They are part of Response Rescue International Scotland and their cadaver dogs, who are trained to detect the scent of human remains, would be assisting the work of the European Association of Civil Protection Volunteer Teams (Evolsar).

    Mr Miskelly, of Falkland, Fife, said they will offer “fresh handlers with fresh dogs” to help the “weary” Ukrainian search teams, who have lost loved ones themselves since Russia launched its invasion in February.

  • Moscow accuses Berlin of ‘Russophobic hysteria’ on anniversary of Nazi invasion

    Russia’s foreign ministry on Wednesday accused Germany of anti-Russian sentiment in a statement on the anniversary of the invasion of the Soviet Union by Nazi troops in 1941 as tensions rage over Ukraine.

    “Russophobic hysteria is systematically fuelled by almost daily public attacks against our country by members of the German government,” the ministry said, adding that authorities in Berlin undermine the process of “historical reconciliation” between Russians and Germans after World War II.

  • Russia says West is spreading lies about causes of world’s food crisis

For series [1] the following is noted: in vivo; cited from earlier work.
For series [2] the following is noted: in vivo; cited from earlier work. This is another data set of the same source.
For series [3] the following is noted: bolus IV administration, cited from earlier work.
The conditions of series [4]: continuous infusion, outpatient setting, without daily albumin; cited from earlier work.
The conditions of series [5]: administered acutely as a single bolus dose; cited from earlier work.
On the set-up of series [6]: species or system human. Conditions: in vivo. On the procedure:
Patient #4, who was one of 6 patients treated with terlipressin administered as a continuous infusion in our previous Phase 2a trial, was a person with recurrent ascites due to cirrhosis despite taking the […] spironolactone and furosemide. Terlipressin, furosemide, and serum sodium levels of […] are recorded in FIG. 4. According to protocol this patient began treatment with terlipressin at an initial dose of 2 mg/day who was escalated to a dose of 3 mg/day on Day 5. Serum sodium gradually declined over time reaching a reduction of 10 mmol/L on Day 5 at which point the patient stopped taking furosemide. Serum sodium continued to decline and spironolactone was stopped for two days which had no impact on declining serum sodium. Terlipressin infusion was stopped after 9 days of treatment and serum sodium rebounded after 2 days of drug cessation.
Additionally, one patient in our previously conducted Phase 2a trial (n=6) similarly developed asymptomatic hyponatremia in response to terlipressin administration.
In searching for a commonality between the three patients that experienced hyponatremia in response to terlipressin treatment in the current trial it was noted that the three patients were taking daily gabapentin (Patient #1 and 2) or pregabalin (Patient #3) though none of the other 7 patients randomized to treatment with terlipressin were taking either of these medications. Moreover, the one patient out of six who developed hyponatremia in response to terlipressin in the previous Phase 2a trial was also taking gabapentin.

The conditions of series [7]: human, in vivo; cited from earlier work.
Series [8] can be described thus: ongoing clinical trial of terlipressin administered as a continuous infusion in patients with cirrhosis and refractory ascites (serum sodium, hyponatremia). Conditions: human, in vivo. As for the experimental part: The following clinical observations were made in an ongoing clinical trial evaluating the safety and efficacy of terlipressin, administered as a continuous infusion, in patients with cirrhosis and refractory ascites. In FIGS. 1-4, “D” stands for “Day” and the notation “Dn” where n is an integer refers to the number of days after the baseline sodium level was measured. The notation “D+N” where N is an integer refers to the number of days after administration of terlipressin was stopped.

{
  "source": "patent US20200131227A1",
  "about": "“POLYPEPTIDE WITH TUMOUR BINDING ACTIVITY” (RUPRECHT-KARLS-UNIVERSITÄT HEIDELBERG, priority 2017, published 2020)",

Russia on Wednesday said the West was spreading lies about the causes of the global food crisis which Moscow said was being stoked by the sanctions imposed on Russia by the United States and European Union due to the invasion of Ukraine.

    Besides the death and devastation sown by Russia’s invasion, the war and the West’s attempt to cripple Russia’s economy as punishment have sent the price of grain, cooking oil, fertiliser and energy soaring, hurting global growth.

    Russian foreign ministry spokeswoman Maria Zakharova told reporters in Moscow she was dismayed by repeated Western statements that Russia was to blame for the global food crisis.

    “It is a lie – such accusations are complete lies,” Zakharova said. “So the West can supply all these arms to Ukraine but for some reason nothing can be taken out of Ukraine?”

  • Russia warns against Article 5 talk in Kaliningrad standoff – Interfax